And that's about all the physical evidence there is for tracking the migrants' early progress across Asia. To the south, the fossil and archaeological record is clearer and shows that modern humans reached Australia and Papua New Guinea—then part of the same landmass—at least 45,000 years ago, and maybe much earlier.
But curiously, the early down under colonists apparently did not make sophisticated tools, relying instead on simple Neanderthal-style flaked stones and scrapers. They had few ornaments and little long-distance trade, and left scant evidence that they hunted large marsupial mammals in their new homeland. Of course, they may have used sophisticated wood or bamboo tools that have decayed. But University of Utah anthropologist James F. O'Connell offers another explanation: the early settlers did not bother with sophisticated technologies because they did not need them. That these people were "modern" and innovative is clear: getting to New Guinea-Australia from the mainland required at least one sea voyage of more than 45 miles, an astounding achievement. But once in place, the colonists faced few pressures to innovate or adapt new technologies. In particular, O'Connell notes, there were few people, no shortage of food and no need to compete with an indigenous population like Europe's Neanderthals.
Modern humans eventually made their first forays into Europe only about 40,000 years ago, presumably delayed by relatively cold and inhospitable weather and a less than welcoming Neanderthal population. The conquest of the continent—if that is what it was—is thought to have lasted about 15,000 years, as the last pockets of Neanderthals dwindled to extinction. The European penetration is widely regarded as the decisive event of the great migration, eliminating as it did our last rivals and enabling the moderns to survive there uncontested.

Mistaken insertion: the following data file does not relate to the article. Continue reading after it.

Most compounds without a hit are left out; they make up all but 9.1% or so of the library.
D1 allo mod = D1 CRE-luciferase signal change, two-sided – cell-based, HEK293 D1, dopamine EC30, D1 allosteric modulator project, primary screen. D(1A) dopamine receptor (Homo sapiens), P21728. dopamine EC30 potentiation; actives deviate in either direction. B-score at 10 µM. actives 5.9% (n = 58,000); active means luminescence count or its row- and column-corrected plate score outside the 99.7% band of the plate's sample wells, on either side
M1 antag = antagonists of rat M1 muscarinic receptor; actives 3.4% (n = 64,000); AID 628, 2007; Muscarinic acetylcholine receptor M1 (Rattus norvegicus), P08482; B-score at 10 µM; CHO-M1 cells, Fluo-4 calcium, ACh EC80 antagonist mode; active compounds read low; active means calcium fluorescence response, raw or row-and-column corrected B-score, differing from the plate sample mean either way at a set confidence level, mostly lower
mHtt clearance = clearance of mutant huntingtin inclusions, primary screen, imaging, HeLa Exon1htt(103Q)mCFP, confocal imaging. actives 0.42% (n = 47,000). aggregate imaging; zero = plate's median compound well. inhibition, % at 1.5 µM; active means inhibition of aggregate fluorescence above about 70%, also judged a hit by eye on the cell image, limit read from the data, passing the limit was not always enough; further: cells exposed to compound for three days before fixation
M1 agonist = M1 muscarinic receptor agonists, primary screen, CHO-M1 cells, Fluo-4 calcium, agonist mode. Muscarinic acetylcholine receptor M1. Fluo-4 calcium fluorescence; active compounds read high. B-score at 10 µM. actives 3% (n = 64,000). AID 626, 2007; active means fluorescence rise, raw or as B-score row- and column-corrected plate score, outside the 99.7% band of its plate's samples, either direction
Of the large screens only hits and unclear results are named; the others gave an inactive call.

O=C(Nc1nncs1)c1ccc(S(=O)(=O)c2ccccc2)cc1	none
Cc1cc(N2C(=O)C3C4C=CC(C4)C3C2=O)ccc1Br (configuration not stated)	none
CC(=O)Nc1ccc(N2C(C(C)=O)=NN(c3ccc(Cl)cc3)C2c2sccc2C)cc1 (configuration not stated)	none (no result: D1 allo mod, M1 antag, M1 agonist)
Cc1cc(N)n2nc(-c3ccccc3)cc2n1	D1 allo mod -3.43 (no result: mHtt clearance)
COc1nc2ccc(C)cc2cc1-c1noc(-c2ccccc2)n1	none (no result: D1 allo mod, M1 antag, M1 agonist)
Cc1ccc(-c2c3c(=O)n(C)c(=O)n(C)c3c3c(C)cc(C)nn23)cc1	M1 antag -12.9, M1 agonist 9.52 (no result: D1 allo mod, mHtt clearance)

Did modern humans wipe out the competition, absorb them through interbreeding, outthink them or simply stand by while climate, dwindling resources, an epidemic or some other natural phenomenon did the job? Perhaps all of the above. Archaeologists have found little direct evidence of confrontation between the two peoples. Skeletal evidence of possible interbreeding is sparse, contentious and inconclusive. And while interbreeding may well have taken place, recent DNA studies have failed to show any consistent genetic relationship between modern humans and Neanderthals.